Chryses is threatened and sent away belittled by Agamemnon. Learning of this insult to one of his priest, Apollo showered the Achaean troops with arrows for three days. Apollo only stopped the plague after Agamemnon made the proper sacrifice of one hundred sacred bulls and returned Chrysies to her father. During the course of the battles between the Trojans and the Achaeans, Apollo entered on several occasions to aid, assist, and give glory to the great Trojan warrior Hector.
Helenus echoed her prophecy, but his warnings were ignored.
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Cassandra furiously snatched away Helen's golden veil and tore at her hair, for she had foreseen that Helen's arrival would bring the calamities of the Trojan War and the destruction of Troy. The Trojan people, however, welcomed Helen into their city. Cassandra foresaw the destruction of Troy.
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However, she was unable to do anything to forestall these tragedies since no one believed her. They disbelieved her, calling her names and degrading her with insults.
She grabbed an axe in one hand and a burning torch in her other, and ran towards the Trojan Horse, intent on destroying it herself to stop the Greeks from destroying Troy. The Trojan people stopped her before she could do so. The Greeks hiding inside the Horse were relieved that the Trojans had stopped Cassandra from destroying it, but they were surprised by how clearly she had seen their plan to defeat Troy.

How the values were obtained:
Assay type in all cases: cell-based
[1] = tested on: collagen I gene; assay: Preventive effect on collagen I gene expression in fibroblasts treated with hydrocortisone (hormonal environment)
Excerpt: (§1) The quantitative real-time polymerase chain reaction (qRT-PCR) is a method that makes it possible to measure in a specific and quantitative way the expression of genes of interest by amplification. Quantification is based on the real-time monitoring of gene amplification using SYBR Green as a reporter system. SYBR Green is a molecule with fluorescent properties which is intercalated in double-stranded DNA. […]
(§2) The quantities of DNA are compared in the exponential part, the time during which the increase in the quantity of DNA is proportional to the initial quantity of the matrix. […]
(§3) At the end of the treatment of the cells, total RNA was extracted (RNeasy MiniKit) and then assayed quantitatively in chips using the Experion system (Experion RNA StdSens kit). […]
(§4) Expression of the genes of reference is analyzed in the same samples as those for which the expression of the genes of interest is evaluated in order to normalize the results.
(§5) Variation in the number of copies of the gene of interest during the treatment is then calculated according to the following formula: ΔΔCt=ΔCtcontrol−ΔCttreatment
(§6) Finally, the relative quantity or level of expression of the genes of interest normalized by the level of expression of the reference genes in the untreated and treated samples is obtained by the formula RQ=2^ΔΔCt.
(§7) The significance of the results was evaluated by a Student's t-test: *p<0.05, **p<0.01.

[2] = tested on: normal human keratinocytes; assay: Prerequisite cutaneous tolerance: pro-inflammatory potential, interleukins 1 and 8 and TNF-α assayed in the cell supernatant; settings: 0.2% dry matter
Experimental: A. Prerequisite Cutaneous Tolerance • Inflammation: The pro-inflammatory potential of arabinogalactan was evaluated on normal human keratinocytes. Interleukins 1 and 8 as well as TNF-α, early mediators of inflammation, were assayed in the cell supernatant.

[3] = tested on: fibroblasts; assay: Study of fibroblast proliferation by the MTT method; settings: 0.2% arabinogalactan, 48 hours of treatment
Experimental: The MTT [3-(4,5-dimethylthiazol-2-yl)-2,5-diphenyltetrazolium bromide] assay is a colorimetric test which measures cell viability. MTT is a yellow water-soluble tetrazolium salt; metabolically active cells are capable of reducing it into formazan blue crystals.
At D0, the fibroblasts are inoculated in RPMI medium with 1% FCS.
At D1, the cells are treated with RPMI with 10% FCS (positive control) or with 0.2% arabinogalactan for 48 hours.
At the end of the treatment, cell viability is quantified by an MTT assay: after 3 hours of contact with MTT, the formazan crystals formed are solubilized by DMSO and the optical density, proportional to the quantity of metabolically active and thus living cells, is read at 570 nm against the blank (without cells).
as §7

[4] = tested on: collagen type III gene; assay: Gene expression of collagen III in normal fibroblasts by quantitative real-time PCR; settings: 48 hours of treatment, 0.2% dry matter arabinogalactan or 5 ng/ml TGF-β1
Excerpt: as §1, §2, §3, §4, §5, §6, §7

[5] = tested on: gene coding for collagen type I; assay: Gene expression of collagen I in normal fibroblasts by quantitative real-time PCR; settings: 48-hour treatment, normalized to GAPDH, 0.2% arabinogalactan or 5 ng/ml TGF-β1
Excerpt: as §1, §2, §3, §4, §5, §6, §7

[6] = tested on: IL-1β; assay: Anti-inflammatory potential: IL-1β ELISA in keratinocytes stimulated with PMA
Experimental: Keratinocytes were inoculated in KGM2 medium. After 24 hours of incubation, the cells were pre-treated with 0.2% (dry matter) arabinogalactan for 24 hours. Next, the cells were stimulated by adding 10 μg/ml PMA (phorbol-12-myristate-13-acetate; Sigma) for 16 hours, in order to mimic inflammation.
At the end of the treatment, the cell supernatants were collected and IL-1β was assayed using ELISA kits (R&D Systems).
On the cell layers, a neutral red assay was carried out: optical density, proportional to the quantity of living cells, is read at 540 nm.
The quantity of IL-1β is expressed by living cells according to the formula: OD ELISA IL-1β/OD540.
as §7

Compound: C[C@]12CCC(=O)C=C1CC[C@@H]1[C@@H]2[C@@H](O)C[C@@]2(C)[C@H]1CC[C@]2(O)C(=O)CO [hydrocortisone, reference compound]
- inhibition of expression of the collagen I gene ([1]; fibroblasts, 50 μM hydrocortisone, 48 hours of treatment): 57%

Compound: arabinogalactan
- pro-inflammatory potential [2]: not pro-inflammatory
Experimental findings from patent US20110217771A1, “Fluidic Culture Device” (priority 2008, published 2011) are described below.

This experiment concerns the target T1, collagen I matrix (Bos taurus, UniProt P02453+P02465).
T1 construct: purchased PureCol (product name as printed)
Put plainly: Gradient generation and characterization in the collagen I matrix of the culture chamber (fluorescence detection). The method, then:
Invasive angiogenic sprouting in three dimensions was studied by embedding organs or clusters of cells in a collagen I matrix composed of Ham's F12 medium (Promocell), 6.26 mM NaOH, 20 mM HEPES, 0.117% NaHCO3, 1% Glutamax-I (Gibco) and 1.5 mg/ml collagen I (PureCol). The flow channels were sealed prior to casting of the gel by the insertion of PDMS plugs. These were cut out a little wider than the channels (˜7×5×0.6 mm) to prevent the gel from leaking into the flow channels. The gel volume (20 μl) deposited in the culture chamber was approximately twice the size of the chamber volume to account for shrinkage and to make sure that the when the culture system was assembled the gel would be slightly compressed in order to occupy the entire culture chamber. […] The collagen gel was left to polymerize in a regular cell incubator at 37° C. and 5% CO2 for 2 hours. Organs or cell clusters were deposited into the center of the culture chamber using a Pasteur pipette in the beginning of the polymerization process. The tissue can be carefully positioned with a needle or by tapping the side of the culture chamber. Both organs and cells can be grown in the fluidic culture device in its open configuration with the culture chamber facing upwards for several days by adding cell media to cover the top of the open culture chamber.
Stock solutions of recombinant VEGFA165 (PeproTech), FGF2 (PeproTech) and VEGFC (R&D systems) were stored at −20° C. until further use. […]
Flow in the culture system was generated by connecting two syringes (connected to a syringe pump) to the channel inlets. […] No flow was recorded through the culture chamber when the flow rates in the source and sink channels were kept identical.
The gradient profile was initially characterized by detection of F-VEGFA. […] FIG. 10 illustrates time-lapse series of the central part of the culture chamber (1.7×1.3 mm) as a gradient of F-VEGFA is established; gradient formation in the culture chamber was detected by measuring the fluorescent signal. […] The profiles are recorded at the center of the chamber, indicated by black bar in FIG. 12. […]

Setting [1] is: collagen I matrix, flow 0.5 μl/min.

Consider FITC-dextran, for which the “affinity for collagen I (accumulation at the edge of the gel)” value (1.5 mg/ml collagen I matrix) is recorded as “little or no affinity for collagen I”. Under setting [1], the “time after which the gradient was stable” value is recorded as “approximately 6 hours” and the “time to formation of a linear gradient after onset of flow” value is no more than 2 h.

She was clinging so tightly to the statue of the goddess that Ajax knocked it from its stand as he dragged her away. One account claimed that even Athena, who had worked hard to help the Greeks destroy Troy, was not able to restrain her tears and her cheeks burned with anger. In one account, this caused her image to give forth a sound that shook the floor of the temple at the sight of Cassandra's rape, and her image turned its eyes away as Cassandra was violated, although others found this account too bold.
Ajax's actions were a sacrilege because Cassandra was a supplicant of Athena and supplicants were untouchable in the sanctuary of a god, being under the protection of that god. Furthermore, he committed another sacrilege by raping her inside the temple of Athena, despite it being strictly forbidden for people to have sexual intercourse in a temple.
Odysseus insisted to the other Greek leaders that Ajax should be stoned to death for his crimes, which had enraged Athena and the other gods. If you have purchased a print title that contains an access token, please see the token for information about how to register your code. For questions on access or troubleshooting, please check our FAQs , and if you can't find the answer there, please contact us.
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March 27, 2007
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